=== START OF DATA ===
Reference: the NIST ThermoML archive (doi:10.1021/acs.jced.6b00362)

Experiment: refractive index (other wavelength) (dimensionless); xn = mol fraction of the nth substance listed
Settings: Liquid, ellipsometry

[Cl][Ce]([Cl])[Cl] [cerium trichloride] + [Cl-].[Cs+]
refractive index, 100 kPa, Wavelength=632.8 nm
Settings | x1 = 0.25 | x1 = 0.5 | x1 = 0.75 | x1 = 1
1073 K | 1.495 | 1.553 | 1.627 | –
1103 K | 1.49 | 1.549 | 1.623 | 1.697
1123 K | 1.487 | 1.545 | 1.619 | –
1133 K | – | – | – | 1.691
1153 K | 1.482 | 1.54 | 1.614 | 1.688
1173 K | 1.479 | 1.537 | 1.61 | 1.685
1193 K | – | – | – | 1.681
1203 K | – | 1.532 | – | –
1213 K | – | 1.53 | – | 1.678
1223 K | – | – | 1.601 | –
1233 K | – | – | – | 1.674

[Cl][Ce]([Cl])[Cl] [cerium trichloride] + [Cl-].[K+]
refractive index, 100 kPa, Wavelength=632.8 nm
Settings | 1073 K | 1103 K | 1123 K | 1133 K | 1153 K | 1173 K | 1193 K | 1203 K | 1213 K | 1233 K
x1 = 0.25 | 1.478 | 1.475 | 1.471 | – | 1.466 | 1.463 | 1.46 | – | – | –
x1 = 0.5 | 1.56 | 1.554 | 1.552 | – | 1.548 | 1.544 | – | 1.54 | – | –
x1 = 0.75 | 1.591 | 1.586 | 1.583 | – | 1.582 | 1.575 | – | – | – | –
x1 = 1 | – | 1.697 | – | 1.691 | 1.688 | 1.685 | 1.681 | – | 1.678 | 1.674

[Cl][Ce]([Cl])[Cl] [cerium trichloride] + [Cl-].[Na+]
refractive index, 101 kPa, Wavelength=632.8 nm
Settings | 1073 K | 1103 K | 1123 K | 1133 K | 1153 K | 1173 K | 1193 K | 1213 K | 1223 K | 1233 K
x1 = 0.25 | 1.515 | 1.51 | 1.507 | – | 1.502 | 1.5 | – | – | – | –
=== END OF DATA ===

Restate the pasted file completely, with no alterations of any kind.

Reference: the NIST ThermoML archive (doi:10.1021/acs.jced.6b00362)

Experiment: refractive index (other wavelength) (dimensionless); xn = mol fraction of the nth substance listed
Settings: Liquid, ellipsometry

[Cl][Ce]([Cl])[Cl] [cerium trichloride] + [Cl-].[Cs+]
refractive index, 100 kPa, Wavelength=632.8 nm
Settings | x1 = 0.25 | x1 = 0.5 | x1 = 0.75 | x1 = 1
1073 K | 1.495 | 1.553 | 1.627 | –
1103 K | 1.49 | 1.549 | 1.623 | 1.697
1123 K | 1.487 | 1.545 | 1.619 | –
1133 K | – | – | – | 1.691
1153 K | 1.482 | 1.54 | 1.614 | 1.688
1173 K | 1.479 | 1.537 | 1.61 | 1.685
1193 K | – | – | – | 1.681
1203 K | – | 1.532 | – | –
1213 K | – | 1.53 | – | 1.678
1223 K | – | – | 1.601 | –
1233 K | – | – | – | 1.674

[Cl][Ce]([Cl])[Cl] [cerium trichloride] + [Cl-].[K+]
refractive index, 100 kPa, Wavelength=632.8 nm
Settings | 1073 K | 1103 K | 1123 K | 1133 K | 1153 K | 1173 K | 1193 K | 1203 K | 1213 K | 1233 K
x1 = 0.25 | 1.478 | 1.475 | 1.471 | – | 1.466 | 1.463 | 1.46 | – | – | –
x1 = 0.5 | 1.56 | 1.554 | 1.552 | – | 1.548 | 1.544 | – | 1.54 | – | –
x1 = 0.75 | 1.591 | 1.586 | 1.583 | – | 1.582 | 1.575 | – | – | – | –
x1 = 1 | – | 1.697 | – | 1.691 | 1.688 | 1.685 | 1.681 | – | 1.678 | 1.674

[Cl][Ce]([Cl])[Cl] [cerium trichloride] + [Cl-].[Na+]
refractive index, 101 kPa, Wavelength=632.8 nm
Settings | 1073 K | 1103 K | 1123 K | 1133 K | 1153 K | 1173 K | 1193 K | 1213 K | 1223 K | 1233 K
x1 = 0.25 | 1.515 | 1.51 | 1.507 | – | 1.502 | 1.5 | – | – | – | –